Elias P. has handed down a judgment clarifying (and possibly weakening) the illegality doctrine in the combined cases of Enfield Technical Services v Payne / Grace v BF Components Ltd.. And about time too - rigid application of the illegality doctrine has historically caused manifest injustice to employees. This is a case where it is well worth reading the full decision.
The EAT declines to follow cases such as Salvesen v Simons, and holds that in order to defeat an unfair dismissal claim on grounds of an illegal conract of employment, there must be "some form of misrepresentation [or] some attempt to conceal the true facts of the relationship" (para. 49). The fact that parties have wrongly labelled the relationship, or have entered into an arrangement which has the effect of depriving the Inland Revenue of tax to which it was entitled in law, is not enough to render the contract unlawful.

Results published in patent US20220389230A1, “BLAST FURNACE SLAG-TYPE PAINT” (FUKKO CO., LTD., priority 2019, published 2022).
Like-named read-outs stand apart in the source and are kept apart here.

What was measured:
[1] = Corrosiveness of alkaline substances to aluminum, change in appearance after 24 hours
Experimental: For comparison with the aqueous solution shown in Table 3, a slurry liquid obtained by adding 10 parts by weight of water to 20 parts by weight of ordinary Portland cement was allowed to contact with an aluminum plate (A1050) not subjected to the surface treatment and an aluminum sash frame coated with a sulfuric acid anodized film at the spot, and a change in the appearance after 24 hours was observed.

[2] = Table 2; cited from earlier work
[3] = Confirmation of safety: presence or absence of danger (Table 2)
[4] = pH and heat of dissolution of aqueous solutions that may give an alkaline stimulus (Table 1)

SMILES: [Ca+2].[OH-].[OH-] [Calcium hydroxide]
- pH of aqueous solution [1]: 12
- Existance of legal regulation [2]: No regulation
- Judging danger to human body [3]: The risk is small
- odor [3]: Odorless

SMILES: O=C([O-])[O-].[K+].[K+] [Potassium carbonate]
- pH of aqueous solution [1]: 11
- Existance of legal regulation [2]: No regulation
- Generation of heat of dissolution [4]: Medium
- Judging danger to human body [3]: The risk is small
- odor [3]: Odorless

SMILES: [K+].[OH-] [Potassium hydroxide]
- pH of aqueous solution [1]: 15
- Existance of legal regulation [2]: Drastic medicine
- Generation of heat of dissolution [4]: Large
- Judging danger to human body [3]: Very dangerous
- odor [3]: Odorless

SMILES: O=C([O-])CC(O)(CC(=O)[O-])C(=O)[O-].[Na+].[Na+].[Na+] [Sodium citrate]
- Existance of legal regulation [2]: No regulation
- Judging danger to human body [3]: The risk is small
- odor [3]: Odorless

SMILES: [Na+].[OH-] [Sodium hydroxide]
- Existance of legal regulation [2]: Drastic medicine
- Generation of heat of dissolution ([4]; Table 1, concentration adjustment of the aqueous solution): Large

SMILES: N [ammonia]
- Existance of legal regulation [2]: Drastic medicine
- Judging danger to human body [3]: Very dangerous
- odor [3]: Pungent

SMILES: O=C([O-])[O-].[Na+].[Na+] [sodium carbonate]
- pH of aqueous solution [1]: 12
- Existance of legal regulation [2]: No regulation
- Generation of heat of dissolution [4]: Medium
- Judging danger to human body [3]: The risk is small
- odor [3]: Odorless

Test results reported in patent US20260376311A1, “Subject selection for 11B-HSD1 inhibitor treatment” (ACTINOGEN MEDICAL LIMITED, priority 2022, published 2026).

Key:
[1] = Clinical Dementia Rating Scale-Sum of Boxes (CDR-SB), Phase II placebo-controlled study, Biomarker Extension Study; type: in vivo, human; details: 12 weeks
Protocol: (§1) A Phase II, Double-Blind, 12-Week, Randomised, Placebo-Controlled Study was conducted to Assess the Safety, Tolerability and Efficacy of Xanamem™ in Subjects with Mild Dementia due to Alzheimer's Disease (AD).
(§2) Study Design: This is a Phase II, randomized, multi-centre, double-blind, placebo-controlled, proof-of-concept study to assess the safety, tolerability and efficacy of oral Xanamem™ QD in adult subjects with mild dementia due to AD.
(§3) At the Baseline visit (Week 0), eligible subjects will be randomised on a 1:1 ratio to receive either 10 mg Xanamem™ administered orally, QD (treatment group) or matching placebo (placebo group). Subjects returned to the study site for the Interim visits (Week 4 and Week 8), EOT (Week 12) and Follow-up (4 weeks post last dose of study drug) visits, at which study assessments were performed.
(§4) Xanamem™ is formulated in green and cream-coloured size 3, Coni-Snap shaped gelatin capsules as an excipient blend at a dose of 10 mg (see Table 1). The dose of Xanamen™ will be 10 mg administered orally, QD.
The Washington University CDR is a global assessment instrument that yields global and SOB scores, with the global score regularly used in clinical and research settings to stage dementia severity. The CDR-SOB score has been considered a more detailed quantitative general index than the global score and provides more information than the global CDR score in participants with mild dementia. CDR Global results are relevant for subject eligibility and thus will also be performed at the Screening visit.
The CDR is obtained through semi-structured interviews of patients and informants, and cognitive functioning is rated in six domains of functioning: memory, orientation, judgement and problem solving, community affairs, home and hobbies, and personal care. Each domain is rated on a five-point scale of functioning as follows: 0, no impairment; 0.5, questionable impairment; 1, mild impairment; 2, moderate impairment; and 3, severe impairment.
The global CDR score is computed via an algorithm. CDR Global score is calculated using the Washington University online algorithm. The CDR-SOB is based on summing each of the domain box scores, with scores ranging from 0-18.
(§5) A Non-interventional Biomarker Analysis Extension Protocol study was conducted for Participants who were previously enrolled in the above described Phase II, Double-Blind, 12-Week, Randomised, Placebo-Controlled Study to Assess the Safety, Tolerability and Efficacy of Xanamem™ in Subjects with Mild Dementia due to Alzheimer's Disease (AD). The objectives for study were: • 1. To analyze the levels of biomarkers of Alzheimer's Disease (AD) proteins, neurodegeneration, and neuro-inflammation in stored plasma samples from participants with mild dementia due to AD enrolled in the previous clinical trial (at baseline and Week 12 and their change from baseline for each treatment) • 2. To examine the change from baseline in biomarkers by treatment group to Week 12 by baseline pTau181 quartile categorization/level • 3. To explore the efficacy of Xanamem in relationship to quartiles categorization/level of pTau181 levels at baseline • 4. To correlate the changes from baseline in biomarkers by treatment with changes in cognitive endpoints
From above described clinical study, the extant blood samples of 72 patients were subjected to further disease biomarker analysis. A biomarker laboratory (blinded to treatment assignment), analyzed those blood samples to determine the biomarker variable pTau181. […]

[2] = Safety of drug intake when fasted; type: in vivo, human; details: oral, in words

This brings the doctrine of illegality for unfair dismissal closer into line with how it operates in discrimination cases since the Court of Appeal's decision in Hall v Woolston Leisure Services.
I understand that permission to appeal is to be sought in both cases.
[Thanks to Ed McFarlane of Mentor (representing Enfield Technical Services) for telling me about this case]